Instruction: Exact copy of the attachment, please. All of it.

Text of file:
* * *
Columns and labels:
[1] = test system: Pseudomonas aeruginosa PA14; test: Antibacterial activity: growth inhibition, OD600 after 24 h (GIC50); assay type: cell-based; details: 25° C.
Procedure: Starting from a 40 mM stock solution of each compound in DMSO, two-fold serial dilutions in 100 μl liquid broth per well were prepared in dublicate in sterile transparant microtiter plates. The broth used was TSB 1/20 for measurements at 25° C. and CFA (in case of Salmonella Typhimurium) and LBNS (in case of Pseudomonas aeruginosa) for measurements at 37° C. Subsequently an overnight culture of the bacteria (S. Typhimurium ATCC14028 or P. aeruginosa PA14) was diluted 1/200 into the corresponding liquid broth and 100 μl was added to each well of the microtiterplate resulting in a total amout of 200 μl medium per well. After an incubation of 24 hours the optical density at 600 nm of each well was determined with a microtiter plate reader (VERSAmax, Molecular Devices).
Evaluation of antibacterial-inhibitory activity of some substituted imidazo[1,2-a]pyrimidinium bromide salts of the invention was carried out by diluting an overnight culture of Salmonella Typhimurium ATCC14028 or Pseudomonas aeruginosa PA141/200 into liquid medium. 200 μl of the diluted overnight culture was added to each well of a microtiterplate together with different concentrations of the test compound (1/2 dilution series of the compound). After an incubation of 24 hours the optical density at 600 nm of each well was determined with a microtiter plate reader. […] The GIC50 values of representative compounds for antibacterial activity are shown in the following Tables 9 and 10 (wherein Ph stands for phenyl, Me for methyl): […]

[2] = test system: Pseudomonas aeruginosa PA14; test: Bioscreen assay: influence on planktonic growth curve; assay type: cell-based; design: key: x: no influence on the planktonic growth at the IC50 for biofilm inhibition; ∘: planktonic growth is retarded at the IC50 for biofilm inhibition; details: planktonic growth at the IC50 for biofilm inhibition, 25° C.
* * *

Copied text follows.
Columns and labels:
[1] = test system: Pseudomonas aeruginosa PA14; test: Antibacterial activity: growth inhibition, OD600 after 24 h (GIC50); assay type: cell-based; details: 25° C.
Procedure: Starting from a 40 mM stock solution of each compound in DMSO, two-fold serial dilutions in 100 μl liquid broth per well were prepared in dublicate in sterile transparant microtiter plates. The broth used was TSB 1/20 for measurements at 25° C. and CFA (in case of Salmonella Typhimurium) and LBNS (in case of Pseudomonas aeruginosa) for measurements at 37° C. Subsequently an overnight culture of the bacteria (S. Typhimurium ATCC14028 or P. aeruginosa PA14) was diluted 1/200 into the corresponding liquid broth and 100 μl was added to each well of the microtiterplate resulting in a total amout of 200 μl medium per well. After an incubation of 24 hours the optical density at 600 nm of each well was determined with a microtiter plate reader (VERSAmax, Molecular Devices).
Evaluation of antibacterial-inhibitory activity of some substituted imidazo[1,2-a]pyrimidinium bromide salts of the invention was carried out by diluting an overnight culture of Salmonella Typhimurium ATCC14028 or Pseudomonas aeruginosa PA141/200 into liquid medium. 200 μl of the diluted overnight culture was added to each well of a microtiterplate together with different concentrations of the test compound (1/2 dilution series of the compound). After an incubation of 24 hours the optical density at 600 nm of each well was determined with a microtiter plate reader. […] The GIC50 values of representative compounds for antibacterial activity are shown in the following Tables 9 and 10 (wherein Ph stands for phenyl, Me for methyl): […]

[2] = test system: Pseudomonas aeruginosa PA14; test: Bioscreen assay: influence on planktonic growth curve; assay type: cell-based; design: key: x: no influence on the planktonic growth at the IC50 for biofilm inhibition; ∘: planktonic growth is retarded at the IC50 for biofilm inhibition; details: planktonic growth at the IC50 for biofilm inhibition, 25° C.